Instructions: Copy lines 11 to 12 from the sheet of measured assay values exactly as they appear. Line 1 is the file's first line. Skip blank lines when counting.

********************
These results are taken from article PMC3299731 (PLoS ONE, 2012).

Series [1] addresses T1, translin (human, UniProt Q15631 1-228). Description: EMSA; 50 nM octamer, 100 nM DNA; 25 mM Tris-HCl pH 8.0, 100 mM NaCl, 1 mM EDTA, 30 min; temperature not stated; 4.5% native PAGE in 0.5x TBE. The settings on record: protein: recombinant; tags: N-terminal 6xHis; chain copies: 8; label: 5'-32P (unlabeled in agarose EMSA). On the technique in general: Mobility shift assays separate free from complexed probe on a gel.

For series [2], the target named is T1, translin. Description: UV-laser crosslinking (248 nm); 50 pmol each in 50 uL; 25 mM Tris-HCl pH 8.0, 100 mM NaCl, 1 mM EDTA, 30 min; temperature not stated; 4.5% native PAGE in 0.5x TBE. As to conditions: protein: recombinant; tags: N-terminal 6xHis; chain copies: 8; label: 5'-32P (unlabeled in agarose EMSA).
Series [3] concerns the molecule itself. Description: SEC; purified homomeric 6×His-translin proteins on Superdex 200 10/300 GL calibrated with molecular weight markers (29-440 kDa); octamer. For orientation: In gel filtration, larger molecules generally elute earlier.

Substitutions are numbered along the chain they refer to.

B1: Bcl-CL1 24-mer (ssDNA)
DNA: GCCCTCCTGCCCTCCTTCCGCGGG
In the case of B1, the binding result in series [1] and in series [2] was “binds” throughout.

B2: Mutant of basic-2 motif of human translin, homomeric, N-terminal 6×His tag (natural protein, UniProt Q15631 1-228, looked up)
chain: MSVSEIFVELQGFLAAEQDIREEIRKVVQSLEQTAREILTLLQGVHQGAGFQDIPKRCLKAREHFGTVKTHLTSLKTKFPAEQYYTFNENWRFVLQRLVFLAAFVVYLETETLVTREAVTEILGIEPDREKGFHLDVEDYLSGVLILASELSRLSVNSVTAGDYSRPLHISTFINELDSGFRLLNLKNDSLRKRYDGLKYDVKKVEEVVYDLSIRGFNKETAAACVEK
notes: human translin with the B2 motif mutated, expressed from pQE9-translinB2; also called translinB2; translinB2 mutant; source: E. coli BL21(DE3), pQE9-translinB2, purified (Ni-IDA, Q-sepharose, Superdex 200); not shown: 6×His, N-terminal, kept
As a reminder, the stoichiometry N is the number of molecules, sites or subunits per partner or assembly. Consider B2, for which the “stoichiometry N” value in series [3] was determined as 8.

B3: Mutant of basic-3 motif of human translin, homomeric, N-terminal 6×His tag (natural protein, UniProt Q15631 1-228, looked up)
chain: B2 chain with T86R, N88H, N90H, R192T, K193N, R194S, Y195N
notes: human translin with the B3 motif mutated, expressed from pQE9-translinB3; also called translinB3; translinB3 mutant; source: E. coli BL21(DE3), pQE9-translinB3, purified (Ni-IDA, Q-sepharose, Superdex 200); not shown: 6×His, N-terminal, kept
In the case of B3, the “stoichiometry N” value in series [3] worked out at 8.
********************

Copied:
notes: human translin with the B2 motif mutated, expressed from pQE9-translinB2; also called translinB2; translinB2 mutant; source: E. coli BL21(DE3), pQE9-translinB2, purified (Ni-IDA, Q-sepharose, Superdex 200); not shown: 6×His, N-terminal, kept
As a reminder, the stoichiometry N is the number of molecules, sites or subunits per partner or assembly. Consider B2, for which the “stoichiometry N” value in series [3] was determined as 8.